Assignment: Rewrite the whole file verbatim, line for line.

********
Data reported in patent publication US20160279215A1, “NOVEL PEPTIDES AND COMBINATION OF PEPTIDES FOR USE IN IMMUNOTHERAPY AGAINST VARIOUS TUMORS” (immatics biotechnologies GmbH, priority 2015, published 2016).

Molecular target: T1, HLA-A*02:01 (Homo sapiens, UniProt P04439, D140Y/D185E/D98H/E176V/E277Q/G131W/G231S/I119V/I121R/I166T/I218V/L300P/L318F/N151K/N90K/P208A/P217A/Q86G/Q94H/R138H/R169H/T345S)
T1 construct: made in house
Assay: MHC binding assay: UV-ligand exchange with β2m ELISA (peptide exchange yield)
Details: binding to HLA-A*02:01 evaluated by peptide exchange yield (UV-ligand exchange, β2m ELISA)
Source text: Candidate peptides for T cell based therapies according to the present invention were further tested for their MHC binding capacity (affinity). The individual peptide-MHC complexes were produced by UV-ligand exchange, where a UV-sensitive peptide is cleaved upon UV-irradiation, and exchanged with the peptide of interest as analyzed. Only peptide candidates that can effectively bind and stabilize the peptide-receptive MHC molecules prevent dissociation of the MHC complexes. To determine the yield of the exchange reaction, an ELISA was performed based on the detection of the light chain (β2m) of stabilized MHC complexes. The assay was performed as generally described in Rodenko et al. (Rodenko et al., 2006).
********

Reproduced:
Data reported in patent publication US20160279215A1, “NOVEL PEPTIDES AND COMBINATION OF PEPTIDES FOR USE IN IMMUNOTHERAPY AGAINST VARIOUS TUMORS” (immatics biotechnologies GmbH, priority 2015, published 2016).

Molecular target: T1, HLA-A*02:01 (Homo sapiens, UniProt P04439, D140Y/D185E/D98H/E176V/E277Q/G131W/G231S/I119V/I121R/I166T/I218V/L300P/L318F/N151K/N90K/P208A/P217A/Q86G/Q94H/R138H/R169H/T345S)
T1 construct: made in house
Assay: MHC binding assay: UV-ligand exchange with β2m ELISA (peptide exchange yield)
Details: binding to HLA-A*02:01 evaluated by peptide exchange yield (UV-ligand exchange, β2m ELISA)
Source text: Candidate peptides for T cell based therapies according to the present invention were further tested for their MHC binding capacity (affinity). The individual peptide-MHC complexes were produced by UV-ligand exchange, where a UV-sensitive peptide is cleaved upon UV-irradiation, and exchanged with the peptide of interest as analyzed. Only peptide candidates that can effectively bind and stabilize the peptide-receptive MHC molecules prevent dissociation of the MHC complexes. To determine the yield of the exchange reaction, an ELISA was performed based on the detection of the light chain (β2m) of stabilized MHC complexes. The assay was performed as generally described in Rodenko et al. (Rodenko et al., 2006).